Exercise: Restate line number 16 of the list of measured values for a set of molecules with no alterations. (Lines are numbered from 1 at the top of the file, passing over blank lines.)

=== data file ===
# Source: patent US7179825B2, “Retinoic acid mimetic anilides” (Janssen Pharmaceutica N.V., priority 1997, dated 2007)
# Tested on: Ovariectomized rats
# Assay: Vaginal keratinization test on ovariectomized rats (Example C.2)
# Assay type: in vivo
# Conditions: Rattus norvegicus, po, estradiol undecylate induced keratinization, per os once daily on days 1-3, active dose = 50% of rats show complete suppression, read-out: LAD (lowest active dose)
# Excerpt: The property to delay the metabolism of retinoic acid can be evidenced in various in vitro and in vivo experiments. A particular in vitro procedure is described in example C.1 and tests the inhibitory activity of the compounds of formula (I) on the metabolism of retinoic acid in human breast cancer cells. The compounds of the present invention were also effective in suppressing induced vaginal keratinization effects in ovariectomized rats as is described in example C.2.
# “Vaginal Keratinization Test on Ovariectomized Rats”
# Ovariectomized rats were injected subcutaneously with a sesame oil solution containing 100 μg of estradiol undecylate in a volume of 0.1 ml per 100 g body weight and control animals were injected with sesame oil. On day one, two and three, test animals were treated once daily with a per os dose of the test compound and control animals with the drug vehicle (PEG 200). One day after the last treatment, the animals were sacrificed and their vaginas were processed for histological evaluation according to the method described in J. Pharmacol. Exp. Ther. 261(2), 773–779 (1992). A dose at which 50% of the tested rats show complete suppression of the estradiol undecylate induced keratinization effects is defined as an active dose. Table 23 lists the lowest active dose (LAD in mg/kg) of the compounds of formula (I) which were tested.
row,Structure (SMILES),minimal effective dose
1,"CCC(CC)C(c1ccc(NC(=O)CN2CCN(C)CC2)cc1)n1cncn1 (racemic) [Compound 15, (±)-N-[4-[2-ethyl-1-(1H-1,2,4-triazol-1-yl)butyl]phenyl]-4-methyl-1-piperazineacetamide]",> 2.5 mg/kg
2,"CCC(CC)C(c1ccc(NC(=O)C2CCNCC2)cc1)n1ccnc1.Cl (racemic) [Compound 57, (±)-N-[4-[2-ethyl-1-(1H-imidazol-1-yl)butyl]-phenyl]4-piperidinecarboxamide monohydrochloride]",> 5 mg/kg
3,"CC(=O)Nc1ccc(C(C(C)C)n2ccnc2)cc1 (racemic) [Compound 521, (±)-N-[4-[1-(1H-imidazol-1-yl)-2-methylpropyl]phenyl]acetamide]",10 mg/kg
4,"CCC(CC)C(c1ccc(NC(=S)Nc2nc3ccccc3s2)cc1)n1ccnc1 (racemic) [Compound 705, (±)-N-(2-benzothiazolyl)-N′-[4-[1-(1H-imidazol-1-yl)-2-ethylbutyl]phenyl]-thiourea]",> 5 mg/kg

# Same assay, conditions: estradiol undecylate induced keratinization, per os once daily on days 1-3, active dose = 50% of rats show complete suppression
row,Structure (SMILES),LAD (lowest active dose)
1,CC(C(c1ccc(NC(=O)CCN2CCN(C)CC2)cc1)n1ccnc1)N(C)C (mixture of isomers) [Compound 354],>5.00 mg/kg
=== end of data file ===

1,CC(C(c1ccc(NC(=O)CCN2CCN(C)CC2)cc1)n1ccnc1)N(C)C (mixture of isomers) [Compound 354],>5.00 mg/kg